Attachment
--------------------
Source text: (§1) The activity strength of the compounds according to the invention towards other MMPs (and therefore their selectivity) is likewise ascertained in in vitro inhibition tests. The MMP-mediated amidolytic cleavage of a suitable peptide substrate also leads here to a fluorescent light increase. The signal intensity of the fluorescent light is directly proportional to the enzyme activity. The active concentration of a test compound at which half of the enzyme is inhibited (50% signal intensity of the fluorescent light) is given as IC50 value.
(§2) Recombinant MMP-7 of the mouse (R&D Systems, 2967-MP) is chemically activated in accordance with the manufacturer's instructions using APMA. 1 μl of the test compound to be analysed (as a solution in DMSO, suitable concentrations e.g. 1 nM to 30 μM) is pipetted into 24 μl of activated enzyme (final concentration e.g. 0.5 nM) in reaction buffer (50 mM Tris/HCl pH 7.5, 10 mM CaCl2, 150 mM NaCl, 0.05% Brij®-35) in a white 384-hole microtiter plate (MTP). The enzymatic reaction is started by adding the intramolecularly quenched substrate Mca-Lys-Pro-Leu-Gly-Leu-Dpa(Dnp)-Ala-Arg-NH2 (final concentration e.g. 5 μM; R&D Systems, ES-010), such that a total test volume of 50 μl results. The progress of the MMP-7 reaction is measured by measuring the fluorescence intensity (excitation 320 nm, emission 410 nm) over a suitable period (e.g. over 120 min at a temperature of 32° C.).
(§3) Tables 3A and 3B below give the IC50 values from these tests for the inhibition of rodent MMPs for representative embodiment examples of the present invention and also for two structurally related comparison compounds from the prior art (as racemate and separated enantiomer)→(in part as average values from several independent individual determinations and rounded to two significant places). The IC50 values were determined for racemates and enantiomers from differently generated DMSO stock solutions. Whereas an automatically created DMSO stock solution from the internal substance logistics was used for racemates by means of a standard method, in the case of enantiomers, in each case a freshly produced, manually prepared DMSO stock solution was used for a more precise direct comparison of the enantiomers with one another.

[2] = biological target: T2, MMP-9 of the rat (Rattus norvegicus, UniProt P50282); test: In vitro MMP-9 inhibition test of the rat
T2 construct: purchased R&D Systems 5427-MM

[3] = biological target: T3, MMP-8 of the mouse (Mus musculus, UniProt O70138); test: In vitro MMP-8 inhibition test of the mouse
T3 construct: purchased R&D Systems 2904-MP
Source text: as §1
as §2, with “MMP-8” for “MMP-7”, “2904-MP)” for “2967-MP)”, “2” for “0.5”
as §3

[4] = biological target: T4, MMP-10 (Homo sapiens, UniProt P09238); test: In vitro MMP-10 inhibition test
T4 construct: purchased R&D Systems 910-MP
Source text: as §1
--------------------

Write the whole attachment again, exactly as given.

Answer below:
Source text: (§1) The activity strength of the compounds according to the invention towards other MMPs (and therefore their selectivity) is likewise ascertained in in vitro inhibition tests. The MMP-mediated amidolytic cleavage of a suitable peptide substrate also leads here to a fluorescent light increase. The signal intensity of the fluorescent light is directly proportional to the enzyme activity. The active concentration of a test compound at which half of the enzyme is inhibited (50% signal intensity of the fluorescent light) is given as IC50 value.
(§2) Recombinant MMP-7 of the mouse (R&D Systems, 2967-MP) is chemically activated in accordance with the manufacturer's instructions using APMA. 1 μl of the test compound to be analysed (as a solution in DMSO, suitable concentrations e.g. 1 nM to 30 μM) is pipetted into 24 μl of activated enzyme (final concentration e.g. 0.5 nM) in reaction buffer (50 mM Tris/HCl pH 7.5, 10 mM CaCl2, 150 mM NaCl, 0.05% Brij®-35) in a white 384-hole microtiter plate (MTP). The enzymatic reaction is started by adding the intramolecularly quenched substrate Mca-Lys-Pro-Leu-Gly-Leu-Dpa(Dnp)-Ala-Arg-NH2 (final concentration e.g. 5 μM; R&D Systems, ES-010), such that a total test volume of 50 μl results. The progress of the MMP-7 reaction is measured by measuring the fluorescence intensity (excitation 320 nm, emission 410 nm) over a suitable period (e.g. over 120 min at a temperature of 32° C.).
(§3) Tables 3A and 3B below give the IC50 values from these tests for the inhibition of rodent MMPs for representative embodiment examples of the present invention and also for two structurally related comparison compounds from the prior art (as racemate and separated enantiomer)→(in part as average values from several independent individual determinations and rounded to two significant places). The IC50 values were determined for racemates and enantiomers from differently generated DMSO stock solutions. Whereas an automatically created DMSO stock solution from the internal substance logistics was used for racemates by means of a standard method, in the case of enantiomers, in each case a freshly produced, manually prepared DMSO stock solution was used for a more precise direct comparison of the enantiomers with one another.

[2] = biological target: T2, MMP-9 of the rat (Rattus norvegicus, UniProt P50282); test: In vitro MMP-9 inhibition test of the rat
T2 construct: purchased R&D Systems 5427-MM

[3] = biological target: T3, MMP-8 of the mouse (Mus musculus, UniProt O70138); test: In vitro MMP-8 inhibition test of the mouse
T3 construct: purchased R&D Systems 2904-MP
Source text: as §1
as §2, with “MMP-8” for “MMP-7”, “2904-MP)” for “2967-MP)”, “2” for “0.5”
as §3

[4] = biological target: T4, MMP-10 (Homo sapiens, UniProt P09238); test: In vitro MMP-10 inhibition test
T4 construct: purchased R&D Systems 910-MP
Source text: as §1